The proposed bill, which hopes to make it to the Congressional floor in early June, would still require broker dealers to obtain annual independent certified audits, but the PCAOB oversight and scrutiny would no longer apply for non-custodial/carrying broker dealers, provided they employ less than 150 registered representatives. This would qualify them under FINRA’s guidelines as a “small firm.”

Over the past few years, the broker dealer community has seen a significant increase in audit costs, which primarily correlates with enhanced peer review requirements, auditor fear of PCAOB inspection and sanctions, and the overall reduction in PCAOB certified audit firms, who were unable to keep current with evolving and increasingly complex standards.

Efforts made over the past few months by a small group of industry experts has resulted in the SEC and PCAOB verbally committing to remaining neutral on any proposal submitted for ratification. While they are not supporting the passing of legislation that would mitigate the requirement, they are also not opposing it, leaving the decision to the House of Representatives and the Senate to decide the fate of the bill.  At this time, the Senate has obtained both a Republican and Democratic co-sponsor and the House has obtained a Republican sponsor.  The recent efforts of Ms. Paige, Mr. Hackel, Mr. Gettenberg, and a few other leading industry professionals, has propelled the likelihood of obtaining a Democratic co-sponsor in the House, which would allow the bill to be eligible for vote, potentially leading to approval and implementation over the upcoming months.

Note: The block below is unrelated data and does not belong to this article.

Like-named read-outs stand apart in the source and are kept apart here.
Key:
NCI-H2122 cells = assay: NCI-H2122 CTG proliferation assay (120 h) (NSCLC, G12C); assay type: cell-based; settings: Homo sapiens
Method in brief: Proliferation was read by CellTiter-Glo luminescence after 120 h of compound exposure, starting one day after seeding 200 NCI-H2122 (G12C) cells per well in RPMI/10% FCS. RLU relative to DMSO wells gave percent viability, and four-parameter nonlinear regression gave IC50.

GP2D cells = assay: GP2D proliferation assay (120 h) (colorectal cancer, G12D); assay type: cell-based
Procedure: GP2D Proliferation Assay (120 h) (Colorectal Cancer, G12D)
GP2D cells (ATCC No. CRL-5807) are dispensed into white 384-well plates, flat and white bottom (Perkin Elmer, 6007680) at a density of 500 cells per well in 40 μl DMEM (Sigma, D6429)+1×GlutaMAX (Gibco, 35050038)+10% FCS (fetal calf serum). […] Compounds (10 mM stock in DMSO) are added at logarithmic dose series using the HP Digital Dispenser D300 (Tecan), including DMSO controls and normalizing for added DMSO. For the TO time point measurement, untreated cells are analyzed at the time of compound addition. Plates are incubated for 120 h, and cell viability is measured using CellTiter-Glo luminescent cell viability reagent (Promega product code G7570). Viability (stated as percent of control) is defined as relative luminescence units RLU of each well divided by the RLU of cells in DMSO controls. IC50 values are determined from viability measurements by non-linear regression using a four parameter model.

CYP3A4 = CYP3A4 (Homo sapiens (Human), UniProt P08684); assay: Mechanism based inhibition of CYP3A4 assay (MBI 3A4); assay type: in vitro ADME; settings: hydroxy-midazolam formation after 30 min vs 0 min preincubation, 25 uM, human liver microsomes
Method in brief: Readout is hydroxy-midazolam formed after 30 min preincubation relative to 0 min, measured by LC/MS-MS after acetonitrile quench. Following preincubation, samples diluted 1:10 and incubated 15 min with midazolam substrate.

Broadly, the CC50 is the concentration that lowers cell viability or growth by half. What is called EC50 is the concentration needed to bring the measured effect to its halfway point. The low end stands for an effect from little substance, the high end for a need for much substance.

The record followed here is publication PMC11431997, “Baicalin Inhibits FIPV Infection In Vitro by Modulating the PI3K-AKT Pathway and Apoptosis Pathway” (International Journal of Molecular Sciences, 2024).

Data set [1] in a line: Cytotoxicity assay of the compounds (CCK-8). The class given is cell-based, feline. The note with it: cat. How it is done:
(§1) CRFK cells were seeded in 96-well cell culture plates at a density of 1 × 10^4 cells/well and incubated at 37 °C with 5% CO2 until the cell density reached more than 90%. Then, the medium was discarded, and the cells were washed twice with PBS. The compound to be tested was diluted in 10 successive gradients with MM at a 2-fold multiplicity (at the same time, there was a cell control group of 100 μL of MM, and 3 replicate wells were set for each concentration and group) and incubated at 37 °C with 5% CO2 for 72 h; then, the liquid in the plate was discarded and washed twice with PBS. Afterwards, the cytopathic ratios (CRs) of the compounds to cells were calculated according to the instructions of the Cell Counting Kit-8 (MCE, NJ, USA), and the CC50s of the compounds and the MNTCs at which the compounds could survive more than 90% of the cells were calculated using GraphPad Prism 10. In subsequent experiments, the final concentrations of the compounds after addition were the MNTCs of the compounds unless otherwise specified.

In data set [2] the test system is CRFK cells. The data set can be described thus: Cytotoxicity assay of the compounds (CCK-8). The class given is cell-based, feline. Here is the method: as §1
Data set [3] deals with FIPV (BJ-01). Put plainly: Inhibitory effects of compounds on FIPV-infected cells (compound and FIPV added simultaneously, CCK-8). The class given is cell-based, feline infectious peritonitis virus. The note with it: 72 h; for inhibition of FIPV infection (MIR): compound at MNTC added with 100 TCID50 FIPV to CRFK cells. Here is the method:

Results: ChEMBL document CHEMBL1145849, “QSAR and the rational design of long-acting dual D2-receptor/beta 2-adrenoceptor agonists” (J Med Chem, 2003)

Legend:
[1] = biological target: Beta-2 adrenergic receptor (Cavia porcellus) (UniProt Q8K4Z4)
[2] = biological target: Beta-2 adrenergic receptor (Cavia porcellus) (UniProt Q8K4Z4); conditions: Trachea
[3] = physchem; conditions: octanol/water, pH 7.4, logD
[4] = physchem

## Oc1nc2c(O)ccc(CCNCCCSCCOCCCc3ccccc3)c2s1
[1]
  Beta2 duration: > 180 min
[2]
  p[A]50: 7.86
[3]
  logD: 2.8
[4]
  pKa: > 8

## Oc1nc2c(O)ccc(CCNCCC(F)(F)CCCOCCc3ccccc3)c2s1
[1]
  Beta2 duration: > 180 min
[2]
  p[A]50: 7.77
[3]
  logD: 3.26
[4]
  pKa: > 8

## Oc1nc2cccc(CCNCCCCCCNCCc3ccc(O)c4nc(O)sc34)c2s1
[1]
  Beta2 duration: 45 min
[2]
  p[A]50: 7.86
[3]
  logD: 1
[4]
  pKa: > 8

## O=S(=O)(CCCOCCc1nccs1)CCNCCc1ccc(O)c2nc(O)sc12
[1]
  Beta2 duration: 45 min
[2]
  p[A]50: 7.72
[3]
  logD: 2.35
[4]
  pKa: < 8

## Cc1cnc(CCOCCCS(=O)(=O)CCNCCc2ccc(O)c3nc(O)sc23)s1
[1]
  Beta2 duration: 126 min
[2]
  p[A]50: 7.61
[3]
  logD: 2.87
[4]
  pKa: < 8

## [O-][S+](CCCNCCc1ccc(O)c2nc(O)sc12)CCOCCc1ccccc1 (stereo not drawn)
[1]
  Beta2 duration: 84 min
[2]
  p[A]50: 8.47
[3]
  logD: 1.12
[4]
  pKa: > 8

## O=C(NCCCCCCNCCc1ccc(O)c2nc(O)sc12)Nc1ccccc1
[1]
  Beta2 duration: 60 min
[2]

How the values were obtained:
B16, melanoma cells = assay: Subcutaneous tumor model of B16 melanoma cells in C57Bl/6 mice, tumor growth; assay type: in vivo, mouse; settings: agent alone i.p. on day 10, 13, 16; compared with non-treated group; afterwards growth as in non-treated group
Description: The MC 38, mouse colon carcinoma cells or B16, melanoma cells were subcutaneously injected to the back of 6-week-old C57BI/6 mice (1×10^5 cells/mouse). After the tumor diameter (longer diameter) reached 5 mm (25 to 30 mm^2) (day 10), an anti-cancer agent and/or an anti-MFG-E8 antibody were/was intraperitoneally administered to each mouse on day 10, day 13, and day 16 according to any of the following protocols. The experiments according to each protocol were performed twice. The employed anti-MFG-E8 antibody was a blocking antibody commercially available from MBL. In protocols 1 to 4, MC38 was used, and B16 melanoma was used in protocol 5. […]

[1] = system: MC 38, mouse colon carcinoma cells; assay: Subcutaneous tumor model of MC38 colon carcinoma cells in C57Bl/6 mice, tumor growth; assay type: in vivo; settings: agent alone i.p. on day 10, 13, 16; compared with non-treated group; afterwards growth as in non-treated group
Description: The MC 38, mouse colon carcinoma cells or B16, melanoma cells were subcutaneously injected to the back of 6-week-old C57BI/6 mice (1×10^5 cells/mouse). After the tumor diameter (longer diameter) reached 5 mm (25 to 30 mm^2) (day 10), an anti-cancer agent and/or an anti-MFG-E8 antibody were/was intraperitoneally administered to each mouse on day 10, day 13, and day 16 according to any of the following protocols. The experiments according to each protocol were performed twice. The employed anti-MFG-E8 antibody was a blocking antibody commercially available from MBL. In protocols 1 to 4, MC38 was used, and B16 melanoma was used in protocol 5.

It is currently estimated that the removal of PCAOB inspection over small broker dealer audits would result in over $60 million in annual savings for the approximately 3,000 member-firms that would qualify. The goal is to provide imminent relief to the small broker dealer community, which has significantly decreased in size over the past half-decade.

The Impact of PCAOB and How ACI Can Help Reduce Audit Fees

The Dodd-Frank Wall Street Reform and Consumer Protection Act of 2010 designated the Public Company Accounting Oversight Board as the regulatory agency responsible for overseeing the audits of all broker dealers registered with the Securities and Exchange Commission. Over the past 7 years, the PCAOB has performed extensive reviews of audit files, scrutinizing independence, documentation procedures and the general effort put forth by the audit community to ensure the reports issued present an accurate, complete and fair representation of the financial position of each member firm.